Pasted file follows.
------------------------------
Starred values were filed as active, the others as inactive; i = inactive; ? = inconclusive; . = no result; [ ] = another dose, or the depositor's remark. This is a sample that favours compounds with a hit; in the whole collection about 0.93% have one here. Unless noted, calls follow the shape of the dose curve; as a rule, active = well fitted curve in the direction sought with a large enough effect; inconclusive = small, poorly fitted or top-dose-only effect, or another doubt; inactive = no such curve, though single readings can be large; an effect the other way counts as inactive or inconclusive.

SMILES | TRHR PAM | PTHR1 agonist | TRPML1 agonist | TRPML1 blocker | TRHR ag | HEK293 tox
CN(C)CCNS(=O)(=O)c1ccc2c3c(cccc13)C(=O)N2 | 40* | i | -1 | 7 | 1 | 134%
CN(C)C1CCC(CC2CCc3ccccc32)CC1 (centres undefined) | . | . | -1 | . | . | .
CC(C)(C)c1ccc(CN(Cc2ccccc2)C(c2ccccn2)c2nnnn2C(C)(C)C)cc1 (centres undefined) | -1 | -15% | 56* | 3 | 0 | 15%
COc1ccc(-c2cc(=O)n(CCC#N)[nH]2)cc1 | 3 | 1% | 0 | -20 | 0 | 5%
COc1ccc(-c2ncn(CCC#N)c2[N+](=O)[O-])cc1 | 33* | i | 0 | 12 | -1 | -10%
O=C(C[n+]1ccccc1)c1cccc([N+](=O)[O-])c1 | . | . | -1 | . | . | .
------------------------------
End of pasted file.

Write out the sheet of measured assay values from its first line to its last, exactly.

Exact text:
Starred values were filed as active, the others as inactive; i = inactive; ? = inconclusive; . = no result; [ ] = another dose, or the depositor's remark. This is a sample that favours compounds with a hit; in the whole collection about 0.93% have one here. Unless noted, calls follow the shape of the dose curve; as a rule, active = well fitted curve in the direction sought with a large enough effect; inconclusive = small, poorly fitted or top-dose-only effect, or another doubt; inactive = no such curve, though single readings can be large; an effect the other way counts as inactive or inconclusive.

SMILES | TRHR PAM | PTHR1 agonist | TRPML1 agonist | TRPML1 blocker | TRHR ag | HEK293 tox
CN(C)CCNS(=O)(=O)c1ccc2c3c(cccc13)C(=O)N2 | 40* | i | -1 | 7 | 1 | 134%
CN(C)C1CCC(CC2CCc3ccccc32)CC1 (centres undefined) | . | . | -1 | . | . | .
CC(C)(C)c1ccc(CN(Cc2ccccc2)C(c2ccccn2)c2nnnn2C(C)(C)C)cc1 (centres undefined) | -1 | -15% | 56* | 3 | 0 | 15%
COc1ccc(-c2cc(=O)n(CCC#N)[nH]2)cc1 | 3 | 1% | 0 | -20 | 0 | 5%
COc1ccc(-c2ncn(CCC#N)c2[N+](=O)[O-])cc1 | 33* | i | 0 | 12 | -1 | -10%
O=C(C[n+]1ccccc1)c1cccc([N+](=O)[O-])c1 | . | . | -1 | . | . | .